Students at Benito Martinez Elementary had a special surprise recently when El Paso Mayor Oscar Leeser and District 6 City Representative Claudia Rodriguez showed up to present them with certificates as a thank you for leading the Pledge of Allegiance at a recent city council meeting.
The Pre-K through 2nd grade students were the first group to do the Pledge of Allegiance at the city council meetings since the start of the pandemic when everything was forced to go virtual.
“We came to thank the kids for an outstanding job doing the Pledge of Allegiance,” Rodriguez said. “When COVID hit we stopped doing the pledge because everything went virtual and it kind of got put on the backburner, so we decided it was time to bring back the pledge at the beginning of our city meetings.”
Rodriguez said when she brought up a need to reinstate the pledge Mayor Leeser and city council members allowed her to select the first school. She chose Benito Martinez Elementary first because it is where her own children attend school and because she said it is only appropriate since the school’s mascot is the patriot.
Mayor Leeser said it was important to visit and personally thank the students for performing the first Pledge of Allegiance for the first time since he took office.
“It’s important to be able to talk to the children and for them to be able to see our city leaders,” Mayor Lesser said. “They had some incredibly great questions and that’s the important part. I’m very grateful for this opportunity.”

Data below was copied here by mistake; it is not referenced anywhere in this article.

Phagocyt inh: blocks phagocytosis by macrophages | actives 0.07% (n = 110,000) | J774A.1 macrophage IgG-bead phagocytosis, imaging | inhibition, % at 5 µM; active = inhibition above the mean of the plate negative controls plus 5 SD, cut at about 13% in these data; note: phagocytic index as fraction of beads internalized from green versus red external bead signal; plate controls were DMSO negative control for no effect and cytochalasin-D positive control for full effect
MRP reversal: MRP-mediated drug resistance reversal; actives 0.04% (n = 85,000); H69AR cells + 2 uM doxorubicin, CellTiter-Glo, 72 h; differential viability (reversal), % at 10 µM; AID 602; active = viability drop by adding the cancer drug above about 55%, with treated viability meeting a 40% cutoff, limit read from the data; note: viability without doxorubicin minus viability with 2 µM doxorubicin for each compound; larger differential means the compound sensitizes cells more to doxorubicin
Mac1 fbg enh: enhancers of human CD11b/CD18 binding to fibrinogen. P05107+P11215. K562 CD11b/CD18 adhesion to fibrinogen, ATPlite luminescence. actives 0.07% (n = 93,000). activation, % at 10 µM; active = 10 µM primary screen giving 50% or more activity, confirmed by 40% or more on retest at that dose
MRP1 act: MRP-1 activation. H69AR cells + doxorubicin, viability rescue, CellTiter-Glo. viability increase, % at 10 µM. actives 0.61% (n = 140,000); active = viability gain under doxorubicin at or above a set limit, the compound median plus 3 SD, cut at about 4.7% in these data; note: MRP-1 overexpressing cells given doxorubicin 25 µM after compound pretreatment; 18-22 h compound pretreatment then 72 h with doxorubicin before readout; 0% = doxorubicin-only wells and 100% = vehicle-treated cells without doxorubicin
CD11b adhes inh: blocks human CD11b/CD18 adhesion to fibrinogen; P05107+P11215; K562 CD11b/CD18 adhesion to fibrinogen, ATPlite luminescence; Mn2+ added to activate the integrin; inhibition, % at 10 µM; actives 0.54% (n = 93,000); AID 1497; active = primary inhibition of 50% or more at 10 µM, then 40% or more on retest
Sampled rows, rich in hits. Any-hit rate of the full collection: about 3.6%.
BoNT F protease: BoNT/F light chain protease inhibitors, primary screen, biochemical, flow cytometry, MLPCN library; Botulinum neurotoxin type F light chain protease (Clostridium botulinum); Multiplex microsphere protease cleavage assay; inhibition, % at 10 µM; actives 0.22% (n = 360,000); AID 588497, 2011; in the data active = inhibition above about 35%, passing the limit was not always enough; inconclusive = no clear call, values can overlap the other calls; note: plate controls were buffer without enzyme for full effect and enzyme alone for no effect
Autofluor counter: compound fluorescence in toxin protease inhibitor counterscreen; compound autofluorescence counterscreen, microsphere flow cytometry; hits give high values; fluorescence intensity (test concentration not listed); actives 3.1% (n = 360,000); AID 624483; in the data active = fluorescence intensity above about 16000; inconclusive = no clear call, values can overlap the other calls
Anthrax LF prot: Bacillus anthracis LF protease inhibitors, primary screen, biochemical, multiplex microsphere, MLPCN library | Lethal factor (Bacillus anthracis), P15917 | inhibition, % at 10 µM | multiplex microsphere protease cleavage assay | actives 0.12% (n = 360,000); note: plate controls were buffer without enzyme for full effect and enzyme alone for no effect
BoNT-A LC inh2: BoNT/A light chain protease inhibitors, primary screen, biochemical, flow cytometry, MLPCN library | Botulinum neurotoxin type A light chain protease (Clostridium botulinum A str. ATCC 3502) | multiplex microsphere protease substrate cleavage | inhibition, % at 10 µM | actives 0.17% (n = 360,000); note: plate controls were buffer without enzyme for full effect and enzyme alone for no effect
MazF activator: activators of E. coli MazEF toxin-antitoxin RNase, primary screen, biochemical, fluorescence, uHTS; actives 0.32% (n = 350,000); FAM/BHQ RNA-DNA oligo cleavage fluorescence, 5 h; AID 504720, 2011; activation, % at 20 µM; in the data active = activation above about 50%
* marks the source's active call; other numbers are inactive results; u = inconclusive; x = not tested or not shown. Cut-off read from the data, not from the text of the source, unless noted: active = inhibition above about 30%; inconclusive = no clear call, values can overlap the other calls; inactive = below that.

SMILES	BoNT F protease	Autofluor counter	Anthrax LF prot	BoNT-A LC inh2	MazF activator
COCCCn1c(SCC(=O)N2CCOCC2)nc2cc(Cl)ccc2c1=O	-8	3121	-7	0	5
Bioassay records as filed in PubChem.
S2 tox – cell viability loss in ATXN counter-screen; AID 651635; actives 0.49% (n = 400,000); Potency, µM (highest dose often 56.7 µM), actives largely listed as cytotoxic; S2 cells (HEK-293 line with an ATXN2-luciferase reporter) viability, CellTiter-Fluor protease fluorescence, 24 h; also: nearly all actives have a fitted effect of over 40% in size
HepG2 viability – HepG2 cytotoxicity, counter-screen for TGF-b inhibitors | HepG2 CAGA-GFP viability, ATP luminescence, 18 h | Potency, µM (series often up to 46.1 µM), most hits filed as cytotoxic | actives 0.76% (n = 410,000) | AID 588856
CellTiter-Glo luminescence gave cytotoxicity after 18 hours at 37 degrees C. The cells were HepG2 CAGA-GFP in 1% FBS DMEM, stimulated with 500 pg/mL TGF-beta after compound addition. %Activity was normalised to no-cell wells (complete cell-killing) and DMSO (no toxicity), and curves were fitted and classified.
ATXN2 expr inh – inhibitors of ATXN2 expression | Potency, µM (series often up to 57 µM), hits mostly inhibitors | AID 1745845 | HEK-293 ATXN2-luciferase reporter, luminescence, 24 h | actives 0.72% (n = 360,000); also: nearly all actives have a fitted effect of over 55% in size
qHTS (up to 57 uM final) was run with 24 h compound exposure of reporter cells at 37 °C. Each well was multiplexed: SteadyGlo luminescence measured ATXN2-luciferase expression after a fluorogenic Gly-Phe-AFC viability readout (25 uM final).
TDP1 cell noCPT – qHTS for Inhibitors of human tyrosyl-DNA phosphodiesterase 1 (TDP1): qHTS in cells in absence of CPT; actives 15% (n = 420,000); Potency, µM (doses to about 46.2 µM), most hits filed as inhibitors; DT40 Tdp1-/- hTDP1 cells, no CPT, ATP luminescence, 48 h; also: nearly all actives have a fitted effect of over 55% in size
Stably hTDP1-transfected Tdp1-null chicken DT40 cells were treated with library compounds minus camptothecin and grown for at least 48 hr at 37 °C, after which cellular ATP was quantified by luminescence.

The students recited the pledge for the city council meeting live from their school gym and it was shared at the meeting via Microsoft Teams.
“I was honored that my students got to do the pledge for the city,” said Benito Martinez Elementary School principal Greg Hatch. “We’re the patriots, so who better than the patriots to kick off the pledge of allegiance at the first city council meeting? It was an awesome opportunity and something our kids will always remember.”
During the Mayor’s visit to the school, students were given the opportunity to ask him a variety of questions, including what his daily work routine looks like and what his level of authority is in comparison to the United States President.
“I asked if the mayor had a higher level than the President and he said nobody has a higher level than the President,” said second grade student Isabella Ramirez.
Ramirez said she was initially nervous because she had never met the mayor.
“It was cool to perform for city hall,” she said. “It was neat because the mayor was watching.”
Second grade student Carlos Delgado was also happy to meet the mayor and to have the opportunity to ask him questions. He was proud to have recited the Pledge of Allegiance to start the city council meeting.
“It’s important for us to know the pledge to honor our country,” Delgado said.